Subject : Islamic Ruling on Selling a Commodity below Market Price
Fatwa Number : 3802
Date : 14-09-2023
Classified : Transactions & Marketing
Fatwa Type : Search Fatawaa

Question :

We are a sales company, and we can cause substantial loss to competitors by lowering our prices for two months and eventually forcing them to exit the market. Given this fact, is it permissible for us to outcompete our rivals by reducing our prices or not?

The Answer :

Praise be to Allah the Lord of the Worlds. May His peace and blessings be upon our Prophet Mohammad and upon all his family and companions.

According to the general rule in Sharia, traders should be trustworthy in their trade, seeking the pleasure of Allah, and assisting people by fulfilling their needs. In return for that conduct, they will receive a great reward from Allah. It has been reported from the Prophet Mohammad (peace be upon him) that he said: "The trustworthy, honest Muslim merchant will be with the martyrs on the Day of Resurrection." (Transmitted by At-Tirmidhi). 

The Shariah ruling on a merchant selling their goods below market price varies depending on the intention behind this action, and it can be categorized into the following situations:

If a merchant engages in selling goods below market price with the intention of harming others, such as causing them losses or driving them out of the market to monopolize it, then it is considered prohibited. This is based on the principle established by the Prophet Muhammad (peace be upon him), "There shall be neither harm nor reciprocating harm" (Transmitted by ad-Daraqutni).

However, if the merchant's intention is not to cause harm, and only a minor harm results from their actions, it may be forgiven. This is especially the case when such actions are taken in pursuit of a public interest, which includes facilitating lower prices for consumers. Examples of this would be selling goods at a discount to clear out items nearing the end of their season or expiration date, and similar situations. In such cases, it is for a limited and justifiable period, and there is no harm in it.

Regarding the situation where selling goods below market price results in severe harm to the entire market, there are two main opinions among Islamic jurists:

The First Opinion: It is permissible for anyone, whether from the locals of the market or others, to sell at a price below or above the market price. They are not obliged to sell at the same price as others. According to this opinion, individuals have the freedom to determine the prices at which they sell their property, as they have discretion over their possessions. They cannot be forced to sell at a specific price or according to certain pricing standards. This view is held by the majority of the Muslim jurists.

This narration from Imam Al-Shafi'i, as reported in [Mukhtasar Al-Muzani Vol.8, Page 191], tells the story of Umar ibn Al-Khattab passing by a market in which there were two baskets of raisins for sale. When he asked about the price, the seller informed him that they were being sold for a dirham each. Umar then commented that he had heard that a caravan from Ta'if had arrived carrying raisins and that they were considering your price. He advised the seller to either raise the price or take the raisins back home and sell them as he wished. Later, Umar visited the seller at his home and told him that his previous words were not a command or judgment but merely advice given with the intention of benefiting the people of the town. He emphasized that the seller was free to sell at any price and in any manner he saw fit.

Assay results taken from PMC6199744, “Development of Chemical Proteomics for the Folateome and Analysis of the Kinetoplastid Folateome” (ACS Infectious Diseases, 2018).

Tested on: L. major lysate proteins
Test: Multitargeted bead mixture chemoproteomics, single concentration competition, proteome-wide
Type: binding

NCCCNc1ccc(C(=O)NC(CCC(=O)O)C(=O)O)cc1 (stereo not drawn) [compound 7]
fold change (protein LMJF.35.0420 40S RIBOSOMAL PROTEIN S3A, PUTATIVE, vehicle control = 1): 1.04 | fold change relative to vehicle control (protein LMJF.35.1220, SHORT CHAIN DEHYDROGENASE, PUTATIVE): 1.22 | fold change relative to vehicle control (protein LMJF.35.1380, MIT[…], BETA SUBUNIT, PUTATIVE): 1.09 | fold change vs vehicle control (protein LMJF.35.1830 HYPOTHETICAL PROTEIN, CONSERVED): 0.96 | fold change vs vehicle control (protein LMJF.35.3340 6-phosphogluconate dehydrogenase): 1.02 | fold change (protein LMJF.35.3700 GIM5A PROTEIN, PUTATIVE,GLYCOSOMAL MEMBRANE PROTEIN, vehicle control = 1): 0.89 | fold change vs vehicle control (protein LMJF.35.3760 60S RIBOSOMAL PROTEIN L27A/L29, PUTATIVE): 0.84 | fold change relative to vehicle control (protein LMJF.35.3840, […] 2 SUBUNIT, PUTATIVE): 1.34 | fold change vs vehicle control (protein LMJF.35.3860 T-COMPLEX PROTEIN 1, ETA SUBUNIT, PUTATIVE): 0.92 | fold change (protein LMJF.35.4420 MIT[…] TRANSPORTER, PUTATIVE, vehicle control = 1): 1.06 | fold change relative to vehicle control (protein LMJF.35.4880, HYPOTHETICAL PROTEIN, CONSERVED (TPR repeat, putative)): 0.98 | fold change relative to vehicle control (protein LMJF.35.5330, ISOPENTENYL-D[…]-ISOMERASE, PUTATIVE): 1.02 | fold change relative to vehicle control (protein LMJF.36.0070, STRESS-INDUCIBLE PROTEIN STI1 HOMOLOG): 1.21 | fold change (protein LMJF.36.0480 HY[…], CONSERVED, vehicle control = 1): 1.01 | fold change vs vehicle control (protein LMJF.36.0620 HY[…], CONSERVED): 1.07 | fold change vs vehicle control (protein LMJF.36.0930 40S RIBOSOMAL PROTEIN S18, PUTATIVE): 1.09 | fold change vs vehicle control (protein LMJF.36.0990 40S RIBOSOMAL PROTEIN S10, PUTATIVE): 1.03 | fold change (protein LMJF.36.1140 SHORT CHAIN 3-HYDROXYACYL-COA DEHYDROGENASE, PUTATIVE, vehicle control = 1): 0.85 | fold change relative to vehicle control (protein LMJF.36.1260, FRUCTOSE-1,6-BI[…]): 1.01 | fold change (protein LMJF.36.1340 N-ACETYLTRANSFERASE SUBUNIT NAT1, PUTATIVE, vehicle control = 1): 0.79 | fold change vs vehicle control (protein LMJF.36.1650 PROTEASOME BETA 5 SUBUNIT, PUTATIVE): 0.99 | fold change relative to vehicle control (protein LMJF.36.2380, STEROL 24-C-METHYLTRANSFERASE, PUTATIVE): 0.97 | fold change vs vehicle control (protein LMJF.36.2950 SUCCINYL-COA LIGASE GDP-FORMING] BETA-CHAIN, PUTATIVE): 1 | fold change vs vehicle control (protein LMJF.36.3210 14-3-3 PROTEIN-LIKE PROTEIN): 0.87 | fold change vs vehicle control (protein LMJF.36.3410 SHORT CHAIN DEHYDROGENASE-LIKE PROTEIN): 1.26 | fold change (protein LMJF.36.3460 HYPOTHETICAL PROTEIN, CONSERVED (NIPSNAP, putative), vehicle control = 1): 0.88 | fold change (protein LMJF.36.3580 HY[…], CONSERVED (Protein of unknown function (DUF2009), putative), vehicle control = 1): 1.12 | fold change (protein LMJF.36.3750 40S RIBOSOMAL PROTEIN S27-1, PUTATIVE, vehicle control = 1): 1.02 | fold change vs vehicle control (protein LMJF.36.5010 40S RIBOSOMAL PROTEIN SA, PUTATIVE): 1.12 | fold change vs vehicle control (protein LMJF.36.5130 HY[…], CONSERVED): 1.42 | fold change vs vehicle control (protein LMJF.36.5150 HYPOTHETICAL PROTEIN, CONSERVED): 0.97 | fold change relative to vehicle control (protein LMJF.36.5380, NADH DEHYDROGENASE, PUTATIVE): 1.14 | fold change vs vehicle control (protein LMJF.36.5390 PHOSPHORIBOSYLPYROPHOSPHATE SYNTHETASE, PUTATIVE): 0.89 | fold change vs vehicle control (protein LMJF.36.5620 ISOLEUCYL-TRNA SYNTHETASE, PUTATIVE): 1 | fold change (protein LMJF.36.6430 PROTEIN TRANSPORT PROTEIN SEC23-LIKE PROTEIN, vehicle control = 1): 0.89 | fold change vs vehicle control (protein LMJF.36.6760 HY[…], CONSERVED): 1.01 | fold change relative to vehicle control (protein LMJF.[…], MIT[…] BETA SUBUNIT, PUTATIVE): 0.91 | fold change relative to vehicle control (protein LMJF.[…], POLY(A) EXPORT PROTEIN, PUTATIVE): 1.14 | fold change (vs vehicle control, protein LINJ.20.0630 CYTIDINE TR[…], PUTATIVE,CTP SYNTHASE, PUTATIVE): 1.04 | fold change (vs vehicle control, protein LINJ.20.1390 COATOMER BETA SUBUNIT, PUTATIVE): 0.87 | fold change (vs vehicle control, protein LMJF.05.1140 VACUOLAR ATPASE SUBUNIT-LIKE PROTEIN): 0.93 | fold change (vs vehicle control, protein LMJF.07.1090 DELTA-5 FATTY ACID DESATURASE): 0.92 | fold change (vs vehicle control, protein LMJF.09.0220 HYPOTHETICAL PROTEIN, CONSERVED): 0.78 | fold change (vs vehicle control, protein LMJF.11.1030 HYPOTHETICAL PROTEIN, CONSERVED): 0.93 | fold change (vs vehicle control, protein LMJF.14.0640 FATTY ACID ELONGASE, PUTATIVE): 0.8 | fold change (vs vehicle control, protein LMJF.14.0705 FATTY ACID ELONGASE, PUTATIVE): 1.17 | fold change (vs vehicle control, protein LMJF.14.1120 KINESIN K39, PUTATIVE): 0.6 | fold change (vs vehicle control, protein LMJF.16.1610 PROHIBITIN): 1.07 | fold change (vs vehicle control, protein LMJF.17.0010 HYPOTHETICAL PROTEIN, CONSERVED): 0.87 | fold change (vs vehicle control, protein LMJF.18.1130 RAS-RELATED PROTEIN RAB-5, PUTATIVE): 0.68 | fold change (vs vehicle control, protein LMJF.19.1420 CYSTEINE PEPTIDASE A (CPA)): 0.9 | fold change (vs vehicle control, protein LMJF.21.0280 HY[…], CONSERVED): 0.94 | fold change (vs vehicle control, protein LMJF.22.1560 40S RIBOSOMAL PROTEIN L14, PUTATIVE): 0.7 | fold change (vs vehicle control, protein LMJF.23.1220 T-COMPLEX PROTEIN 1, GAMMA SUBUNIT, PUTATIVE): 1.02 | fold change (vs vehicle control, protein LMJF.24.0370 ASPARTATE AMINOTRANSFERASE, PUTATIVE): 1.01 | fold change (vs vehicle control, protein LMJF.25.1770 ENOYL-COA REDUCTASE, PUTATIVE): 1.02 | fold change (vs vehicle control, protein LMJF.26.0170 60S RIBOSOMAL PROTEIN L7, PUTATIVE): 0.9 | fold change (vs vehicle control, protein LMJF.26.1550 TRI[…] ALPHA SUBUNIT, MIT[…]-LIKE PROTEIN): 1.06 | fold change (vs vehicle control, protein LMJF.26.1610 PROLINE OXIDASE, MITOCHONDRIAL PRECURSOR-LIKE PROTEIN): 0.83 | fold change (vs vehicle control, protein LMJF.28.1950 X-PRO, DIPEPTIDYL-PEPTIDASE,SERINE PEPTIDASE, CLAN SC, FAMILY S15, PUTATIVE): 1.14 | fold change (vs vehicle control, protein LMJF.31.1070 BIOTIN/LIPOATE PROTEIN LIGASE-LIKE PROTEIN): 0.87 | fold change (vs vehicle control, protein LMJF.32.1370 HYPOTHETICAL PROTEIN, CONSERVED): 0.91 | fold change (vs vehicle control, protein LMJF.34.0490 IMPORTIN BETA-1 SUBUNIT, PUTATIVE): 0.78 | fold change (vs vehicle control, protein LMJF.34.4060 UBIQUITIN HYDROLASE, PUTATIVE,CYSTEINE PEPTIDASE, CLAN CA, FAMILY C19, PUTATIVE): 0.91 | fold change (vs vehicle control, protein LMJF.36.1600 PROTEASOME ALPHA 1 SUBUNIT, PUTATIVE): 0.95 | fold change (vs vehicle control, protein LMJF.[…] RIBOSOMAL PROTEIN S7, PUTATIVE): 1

The Second Opinion: A merchant is required to sell their goods at the market price. If they sell for less than the market price, they can be prohibited from doing so and may be ordered to align their prices with the market or leave the market. This is the view of the Maliki jurists.

Imam Ibn Rushd of the Maliki School, may Allah have mercy upon him, mentioned: "When the majority of people agree on a price, and then one or two individuals undercut that price, it leads to corruption. Such individuals should either leave the market or conform to the established market price." [Al-Bayan wal-Tahsil, Vol. 9, Page 390].

It is indeed important for traders to consider ethical and regulatory aspects in their trade practices. Among the most important aspects is not selling goods at an excessively low price, below the cost, in order to eliminate competitors from the market. This practice ensures freedom, fairness, and transparency in competition and trade practices.

Maintaining ethical standards in business is in line with Islamic principles and promotes a just and balanced economic environment. It helps prevent unfair competition and monopolistic practices that could harm consumers and the overall economy.

The law has taken a stance against the practice conducted by some traders. Paragraph (b) of Article 6 of the Jordanian Competition Law for the year 2004 states: "Any entity with a dominant position in the market or a significant portion of it is prohibited from abusing this position to disrupt or limit competition, including the following:

(b) Engaging in behavior or conduct that impedes the entry of other entities into the market, excludes them from it, or exposes them to significant losses, including selling at a loss."

In conclusion, reducing prices below market prices for the purpose of fair competition and making it easier for people to attract customers is acceptable. However, if price reduction leads to harming other traders intentionally or forcing them out of the market, it becomes prohibited. And Allah the Almighty knows best.




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